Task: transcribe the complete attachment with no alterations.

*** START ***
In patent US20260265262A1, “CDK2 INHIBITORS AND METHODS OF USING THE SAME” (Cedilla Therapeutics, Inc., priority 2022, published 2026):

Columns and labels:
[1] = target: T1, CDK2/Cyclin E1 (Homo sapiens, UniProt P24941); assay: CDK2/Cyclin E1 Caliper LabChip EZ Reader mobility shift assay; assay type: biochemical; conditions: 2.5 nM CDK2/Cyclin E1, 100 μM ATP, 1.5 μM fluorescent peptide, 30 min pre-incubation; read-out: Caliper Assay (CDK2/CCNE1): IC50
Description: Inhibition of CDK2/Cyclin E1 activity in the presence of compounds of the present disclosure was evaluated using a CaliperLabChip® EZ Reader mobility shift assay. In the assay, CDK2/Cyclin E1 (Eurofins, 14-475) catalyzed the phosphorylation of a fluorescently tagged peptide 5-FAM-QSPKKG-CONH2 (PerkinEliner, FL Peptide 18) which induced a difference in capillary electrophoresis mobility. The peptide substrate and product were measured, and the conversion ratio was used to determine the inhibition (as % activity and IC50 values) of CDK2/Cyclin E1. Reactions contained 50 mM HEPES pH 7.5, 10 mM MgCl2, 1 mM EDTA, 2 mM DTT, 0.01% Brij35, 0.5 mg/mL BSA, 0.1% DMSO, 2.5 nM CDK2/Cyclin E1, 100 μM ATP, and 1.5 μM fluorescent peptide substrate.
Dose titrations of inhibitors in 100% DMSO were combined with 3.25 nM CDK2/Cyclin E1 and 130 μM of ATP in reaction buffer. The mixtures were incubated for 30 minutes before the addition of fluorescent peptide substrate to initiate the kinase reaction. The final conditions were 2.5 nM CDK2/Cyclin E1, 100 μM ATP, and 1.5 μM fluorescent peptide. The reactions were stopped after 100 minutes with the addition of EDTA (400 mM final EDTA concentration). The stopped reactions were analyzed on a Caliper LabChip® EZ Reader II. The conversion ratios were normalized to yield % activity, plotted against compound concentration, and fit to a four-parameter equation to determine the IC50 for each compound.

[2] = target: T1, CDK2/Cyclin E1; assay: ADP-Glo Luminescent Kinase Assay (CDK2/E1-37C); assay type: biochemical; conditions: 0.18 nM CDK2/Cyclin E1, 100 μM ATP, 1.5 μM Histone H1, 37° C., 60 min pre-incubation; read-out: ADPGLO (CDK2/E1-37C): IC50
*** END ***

In patent US20260265262A1, “CDK2 INHIBITORS AND METHODS OF USING THE SAME” (Cedilla Therapeutics, Inc., priority 2022, published 2026):

Columns and labels:
[1] = target: T1, CDK2/Cyclin E1 (Homo sapiens, UniProt P24941); assay: CDK2/Cyclin E1 Caliper LabChip EZ Reader mobility shift assay; assay type: biochemical; conditions: 2.5 nM CDK2/Cyclin E1, 100 μM ATP, 1.5 μM fluorescent peptide, 30 min pre-incubation; read-out: Caliper Assay (CDK2/CCNE1): IC50
Description: Inhibition of CDK2/Cyclin E1 activity in the presence of compounds of the present disclosure was evaluated using a CaliperLabChip® EZ Reader mobility shift assay. In the assay, CDK2/Cyclin E1 (Eurofins, 14-475) catalyzed the phosphorylation of a fluorescently tagged peptide 5-FAM-QSPKKG-CONH2 (PerkinEliner, FL Peptide 18) which induced a difference in capillary electrophoresis mobility. The peptide substrate and product were measured, and the conversion ratio was used to determine the inhibition (as % activity and IC50 values) of CDK2/Cyclin E1. Reactions contained 50 mM HEPES pH 7.5, 10 mM MgCl2, 1 mM EDTA, 2 mM DTT, 0.01% Brij35, 0.5 mg/mL BSA, 0.1% DMSO, 2.5 nM CDK2/Cyclin E1, 100 μM ATP, and 1.5 μM fluorescent peptide substrate.
Dose titrations of inhibitors in 100% DMSO were combined with 3.25 nM CDK2/Cyclin E1 and 130 μM of ATP in reaction buffer. The mixtures were incubated for 30 minutes before the addition of fluorescent peptide substrate to initiate the kinase reaction. The final conditions were 2.5 nM CDK2/Cyclin E1, 100 μM ATP, and 1.5 μM fluorescent peptide. The reactions were stopped after 100 minutes with the addition of EDTA (400 mM final EDTA concentration). The stopped reactions were analyzed on a Caliper LabChip® EZ Reader II. The conversion ratios were normalized to yield % activity, plotted against compound concentration, and fit to a four-parameter equation to determine the IC50 for each compound.

[2] = target: T1, CDK2/Cyclin E1; assay: ADP-Glo Luminescent Kinase Assay (CDK2/E1-37C); assay type: biochemical; conditions: 0.18 nM CDK2/Cyclin E1, 100 μM ATP, 1.5 μM Histone H1, 37° C., 60 min pre-incubation; read-out: ADPGLO (CDK2/E1-37C): IC50